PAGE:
When I was in junior high school, Michael Jackson made his iconic appearance on Motown 25.  Our choir teacher, a child of the Motown era, had recorder the entire show and for any who had missed it.  Three girls in our class screamed and then burst into tears at Michael Jackson’s performance, then made us rewind and watch it, all to fresh rounds of screams and tears every time, for the entire hour.  That was my earliest memory of (pre-)teen fandom and all I can picture as “Beliebers” watch Justin Bieber’s Never Say Never.

Following in the teen sensation footsteps of Miley Cyrus and the Jonas Brothers, Justin Bieber is served up as the latest teen girl squeal-delivery service.  The movie opens with a tribute to his origins as a viral internet sensation before offering up glimpses of Bieber’s headlining stint at Madison Square Garden last year with backstage footage and biographical info.  The thing is, there is the potential for actual exploration of a pop sensation, but this isn’t that sort of movie.

The drama of growing up poor to a single mom in Ontario, Canada is only touched on.  And though Bieber taught himself to play several instruments, the movie skims over this to get to the mythology of him coming under the wing of record-label maestro Scooter Braun and mentor Usher.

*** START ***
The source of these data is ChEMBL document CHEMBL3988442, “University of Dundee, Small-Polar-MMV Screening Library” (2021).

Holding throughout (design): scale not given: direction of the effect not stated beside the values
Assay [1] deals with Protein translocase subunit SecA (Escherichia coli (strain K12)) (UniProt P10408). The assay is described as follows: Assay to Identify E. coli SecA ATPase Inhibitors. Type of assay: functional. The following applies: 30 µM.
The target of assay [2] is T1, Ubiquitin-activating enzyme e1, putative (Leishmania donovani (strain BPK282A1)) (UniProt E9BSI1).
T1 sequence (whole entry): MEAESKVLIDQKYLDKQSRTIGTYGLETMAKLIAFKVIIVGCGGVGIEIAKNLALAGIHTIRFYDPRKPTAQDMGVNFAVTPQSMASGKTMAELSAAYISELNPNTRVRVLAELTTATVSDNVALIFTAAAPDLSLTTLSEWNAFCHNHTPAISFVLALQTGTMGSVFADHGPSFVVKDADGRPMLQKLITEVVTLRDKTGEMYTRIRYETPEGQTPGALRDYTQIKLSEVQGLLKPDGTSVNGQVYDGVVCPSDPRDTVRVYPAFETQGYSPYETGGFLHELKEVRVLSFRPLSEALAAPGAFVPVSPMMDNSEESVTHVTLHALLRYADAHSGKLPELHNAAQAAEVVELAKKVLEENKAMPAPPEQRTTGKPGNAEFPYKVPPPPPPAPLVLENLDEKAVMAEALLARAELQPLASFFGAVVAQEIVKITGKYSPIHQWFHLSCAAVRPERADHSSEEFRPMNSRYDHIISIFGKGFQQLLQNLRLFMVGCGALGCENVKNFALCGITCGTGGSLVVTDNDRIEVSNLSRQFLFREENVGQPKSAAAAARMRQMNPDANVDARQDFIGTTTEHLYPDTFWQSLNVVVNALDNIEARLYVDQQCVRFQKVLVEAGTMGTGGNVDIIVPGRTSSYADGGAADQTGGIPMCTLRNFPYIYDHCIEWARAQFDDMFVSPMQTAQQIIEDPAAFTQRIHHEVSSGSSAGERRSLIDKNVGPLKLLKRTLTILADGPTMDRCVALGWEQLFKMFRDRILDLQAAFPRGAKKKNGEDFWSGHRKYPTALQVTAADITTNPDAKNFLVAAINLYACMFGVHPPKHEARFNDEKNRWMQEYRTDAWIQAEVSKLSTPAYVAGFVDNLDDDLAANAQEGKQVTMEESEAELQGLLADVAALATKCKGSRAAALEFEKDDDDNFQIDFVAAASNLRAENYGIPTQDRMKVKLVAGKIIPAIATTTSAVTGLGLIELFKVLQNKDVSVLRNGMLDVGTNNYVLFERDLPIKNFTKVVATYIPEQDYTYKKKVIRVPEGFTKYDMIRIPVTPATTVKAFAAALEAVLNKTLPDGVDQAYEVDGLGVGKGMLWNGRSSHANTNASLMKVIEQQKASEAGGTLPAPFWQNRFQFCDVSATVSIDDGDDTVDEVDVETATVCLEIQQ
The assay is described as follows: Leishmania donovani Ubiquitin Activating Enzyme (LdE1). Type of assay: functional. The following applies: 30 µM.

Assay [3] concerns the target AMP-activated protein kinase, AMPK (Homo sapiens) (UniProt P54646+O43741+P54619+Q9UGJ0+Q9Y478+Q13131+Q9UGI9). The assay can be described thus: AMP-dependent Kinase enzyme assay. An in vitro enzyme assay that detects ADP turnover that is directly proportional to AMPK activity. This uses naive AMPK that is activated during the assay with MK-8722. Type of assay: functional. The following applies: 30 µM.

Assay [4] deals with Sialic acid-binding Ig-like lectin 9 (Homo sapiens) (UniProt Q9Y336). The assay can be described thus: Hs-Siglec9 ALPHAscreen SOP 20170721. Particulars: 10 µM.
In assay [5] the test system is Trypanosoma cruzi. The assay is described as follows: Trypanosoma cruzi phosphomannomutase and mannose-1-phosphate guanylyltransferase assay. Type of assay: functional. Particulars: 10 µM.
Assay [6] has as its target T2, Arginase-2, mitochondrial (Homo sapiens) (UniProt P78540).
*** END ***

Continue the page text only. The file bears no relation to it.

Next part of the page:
The mythology as well as all image-crafting is for the benefit of his fans.  Fan – an enthusiastic devotee, follower, or admirer. Short for Fanatic – a person with an extreme and uncritical enthusiasm or zeal. Fans have a special attachment to the object of their affection.  They want a piece of  the object of their fandom, they want to (demand to) consume them.  The fact is that we are to be a joyous people, to laugh, to sing, to dance, all to express the joy within us. Part of the “fan confusion” lies in the fact that we are wired to worship.  And the object of our fandom are no more than idols.

There is a lot of gloss to pop culture, a celebration of celebrity, calculated fakeness passing for “reality”.  So much is counterfeit that it’s difficult to get to what’s authentic and what really matters.  We need to recognize hype and exchange it for reality.  We can combat this mindset by continually renewing our relationships with (and what it means to revere) God  and with the people in our relational orbits.

The biggest problem with Never Say Never is that it is a biopic of someone who hasn’t made much of an impact.  In the landscape of pop culture, he’s a flash in the pan and hasn’t been on the scene long enough (in age or career) for there to be much of an exploration of him.  And a movie about the behind-the-scenes machinations of the whole “Justin Bieber” enterprise and exploring the pressures of celebrity on a child isn’t the kind of movie meant to be spoonfed to fans.  It is what it is, a 3-D karaoke show and, fan or not, the film has its charms.